This article has been written for Albanian Free Press newspaper and www.albanianfreepress.al
By Roland Qafoku
In the past 28 years, the Albanian police have faced two big challenges as part of issues that concern national security. The first one relates to the reduction of the number of murders with fire arms and cold weapons and the second one relates to the reduction of the number of victims in road accidents.
While the first one has reached a record number with 52 in a year, victims caused by road accidents continue to be like a serious wound for society. To consider it a wound is not enough. It could be compared to the plague which centuries ago used to hit entire cities all over the world in the past.
Official figures confirm this. In the past seven years, from 2009 until 2017, 2706 people have died in road accidents. Adding the deaths taken place this year, the figure goes over three thousand.
The strategy drafted by the government predicts that the number of road accident deaths in 2020 will be 250 and this is considered to be a drastic fall.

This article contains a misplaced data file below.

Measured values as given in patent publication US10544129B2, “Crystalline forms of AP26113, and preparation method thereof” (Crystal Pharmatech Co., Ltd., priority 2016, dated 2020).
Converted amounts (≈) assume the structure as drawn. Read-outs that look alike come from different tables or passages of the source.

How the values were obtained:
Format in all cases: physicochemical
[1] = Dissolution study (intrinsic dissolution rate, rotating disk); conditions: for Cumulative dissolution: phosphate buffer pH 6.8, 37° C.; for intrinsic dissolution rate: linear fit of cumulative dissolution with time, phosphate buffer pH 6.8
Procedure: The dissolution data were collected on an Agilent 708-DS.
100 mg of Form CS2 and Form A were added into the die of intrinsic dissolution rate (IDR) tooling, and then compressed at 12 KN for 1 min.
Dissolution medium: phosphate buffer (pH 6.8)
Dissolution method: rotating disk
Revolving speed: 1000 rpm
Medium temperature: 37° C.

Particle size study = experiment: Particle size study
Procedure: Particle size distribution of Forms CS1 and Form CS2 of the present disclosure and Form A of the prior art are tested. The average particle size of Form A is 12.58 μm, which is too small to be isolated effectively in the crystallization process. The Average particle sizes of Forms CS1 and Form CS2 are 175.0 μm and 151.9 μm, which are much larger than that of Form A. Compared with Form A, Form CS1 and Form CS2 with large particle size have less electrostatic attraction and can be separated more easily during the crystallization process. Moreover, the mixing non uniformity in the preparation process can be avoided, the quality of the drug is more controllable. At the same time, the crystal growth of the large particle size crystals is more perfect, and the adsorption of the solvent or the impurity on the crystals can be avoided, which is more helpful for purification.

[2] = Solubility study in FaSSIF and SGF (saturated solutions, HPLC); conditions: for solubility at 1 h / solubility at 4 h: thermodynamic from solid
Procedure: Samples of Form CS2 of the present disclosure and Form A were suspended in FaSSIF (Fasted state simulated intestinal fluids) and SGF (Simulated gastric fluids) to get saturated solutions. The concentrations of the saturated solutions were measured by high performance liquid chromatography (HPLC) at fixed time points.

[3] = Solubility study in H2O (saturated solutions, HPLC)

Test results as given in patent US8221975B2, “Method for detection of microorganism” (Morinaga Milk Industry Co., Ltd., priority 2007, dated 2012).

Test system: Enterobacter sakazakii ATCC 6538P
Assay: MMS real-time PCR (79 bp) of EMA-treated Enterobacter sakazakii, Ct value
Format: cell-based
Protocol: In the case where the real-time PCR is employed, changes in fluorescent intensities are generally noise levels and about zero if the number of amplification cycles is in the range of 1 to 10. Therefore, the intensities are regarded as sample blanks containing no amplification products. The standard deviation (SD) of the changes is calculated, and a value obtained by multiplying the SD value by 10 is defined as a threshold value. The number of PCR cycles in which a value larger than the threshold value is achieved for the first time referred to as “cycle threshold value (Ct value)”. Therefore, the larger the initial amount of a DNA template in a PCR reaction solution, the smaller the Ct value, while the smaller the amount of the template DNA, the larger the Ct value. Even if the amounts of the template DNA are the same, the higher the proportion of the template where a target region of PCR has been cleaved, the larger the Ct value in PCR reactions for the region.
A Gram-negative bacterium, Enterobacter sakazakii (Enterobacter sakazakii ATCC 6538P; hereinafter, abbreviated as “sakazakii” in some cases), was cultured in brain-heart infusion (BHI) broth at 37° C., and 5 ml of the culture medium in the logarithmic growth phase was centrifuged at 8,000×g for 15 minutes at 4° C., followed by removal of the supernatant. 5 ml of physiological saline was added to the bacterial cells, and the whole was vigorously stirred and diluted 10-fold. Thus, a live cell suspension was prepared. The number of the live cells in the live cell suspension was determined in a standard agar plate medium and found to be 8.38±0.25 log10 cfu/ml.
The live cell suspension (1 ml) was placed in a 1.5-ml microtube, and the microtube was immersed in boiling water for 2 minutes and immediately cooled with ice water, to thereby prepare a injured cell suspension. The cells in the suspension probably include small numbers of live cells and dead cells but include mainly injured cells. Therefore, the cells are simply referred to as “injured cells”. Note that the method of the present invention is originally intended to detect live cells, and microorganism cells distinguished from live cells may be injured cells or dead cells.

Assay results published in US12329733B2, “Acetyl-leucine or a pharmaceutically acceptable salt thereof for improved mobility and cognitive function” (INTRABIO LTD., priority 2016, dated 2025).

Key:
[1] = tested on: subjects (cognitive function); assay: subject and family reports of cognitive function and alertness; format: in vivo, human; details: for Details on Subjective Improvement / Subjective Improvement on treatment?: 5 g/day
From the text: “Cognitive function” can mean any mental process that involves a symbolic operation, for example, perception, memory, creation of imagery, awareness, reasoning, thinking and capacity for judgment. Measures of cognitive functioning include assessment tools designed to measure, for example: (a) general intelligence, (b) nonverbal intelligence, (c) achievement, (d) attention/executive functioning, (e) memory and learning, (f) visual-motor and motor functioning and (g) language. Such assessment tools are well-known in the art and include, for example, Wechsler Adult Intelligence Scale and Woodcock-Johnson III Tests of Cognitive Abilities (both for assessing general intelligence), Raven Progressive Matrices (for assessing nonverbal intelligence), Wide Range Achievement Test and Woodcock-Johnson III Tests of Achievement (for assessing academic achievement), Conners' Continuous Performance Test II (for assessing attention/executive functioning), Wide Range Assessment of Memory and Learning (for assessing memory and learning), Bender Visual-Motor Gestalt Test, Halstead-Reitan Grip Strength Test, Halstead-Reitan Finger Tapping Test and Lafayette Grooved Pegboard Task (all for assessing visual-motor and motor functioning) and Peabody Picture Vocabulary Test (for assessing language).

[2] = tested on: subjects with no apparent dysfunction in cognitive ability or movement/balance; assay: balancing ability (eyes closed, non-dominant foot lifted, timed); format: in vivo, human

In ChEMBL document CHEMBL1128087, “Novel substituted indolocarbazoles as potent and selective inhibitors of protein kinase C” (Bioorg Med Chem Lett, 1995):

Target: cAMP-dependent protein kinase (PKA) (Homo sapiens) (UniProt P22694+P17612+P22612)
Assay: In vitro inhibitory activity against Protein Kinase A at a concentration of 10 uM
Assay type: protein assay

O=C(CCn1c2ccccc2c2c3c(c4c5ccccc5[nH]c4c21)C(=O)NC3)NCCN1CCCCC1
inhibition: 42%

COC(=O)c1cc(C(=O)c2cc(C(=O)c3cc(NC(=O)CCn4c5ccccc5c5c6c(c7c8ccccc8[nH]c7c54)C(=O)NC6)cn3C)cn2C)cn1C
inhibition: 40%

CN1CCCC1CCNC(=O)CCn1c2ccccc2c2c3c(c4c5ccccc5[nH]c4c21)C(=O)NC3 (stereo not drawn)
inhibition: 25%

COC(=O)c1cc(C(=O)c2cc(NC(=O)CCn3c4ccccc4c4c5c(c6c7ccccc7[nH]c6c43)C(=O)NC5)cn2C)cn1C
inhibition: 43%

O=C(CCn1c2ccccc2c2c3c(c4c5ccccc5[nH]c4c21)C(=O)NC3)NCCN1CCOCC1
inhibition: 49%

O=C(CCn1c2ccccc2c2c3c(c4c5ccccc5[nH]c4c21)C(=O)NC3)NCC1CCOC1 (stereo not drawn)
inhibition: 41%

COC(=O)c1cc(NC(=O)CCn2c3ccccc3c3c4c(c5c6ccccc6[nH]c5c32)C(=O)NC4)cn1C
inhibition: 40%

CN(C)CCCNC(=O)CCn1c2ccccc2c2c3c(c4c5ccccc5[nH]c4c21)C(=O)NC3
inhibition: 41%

In fact, these are not figures, these are a real catastrophe. It’s a cause for concern. Three thousand dead in seven years goes beyond any comment. Three thousand people is more or less equal to the number of the population of an average town in Albania.
Let’s face it: We cannot blame police, the state or the opposition for this. We, as a society need to be blamed for this. This society has not been able to move with the same pace as the technological development of cars and infrastructure. This society had never used cars until 1990 and when it finally was given a chance to use them, the situation became chaotic. This sort of unnatural leap which often turned into insanity, would inevitably have consequences.
Note: The views expressed in this article are the author’s own and do not necessarily reflect Albanian Free Press’ editorial policy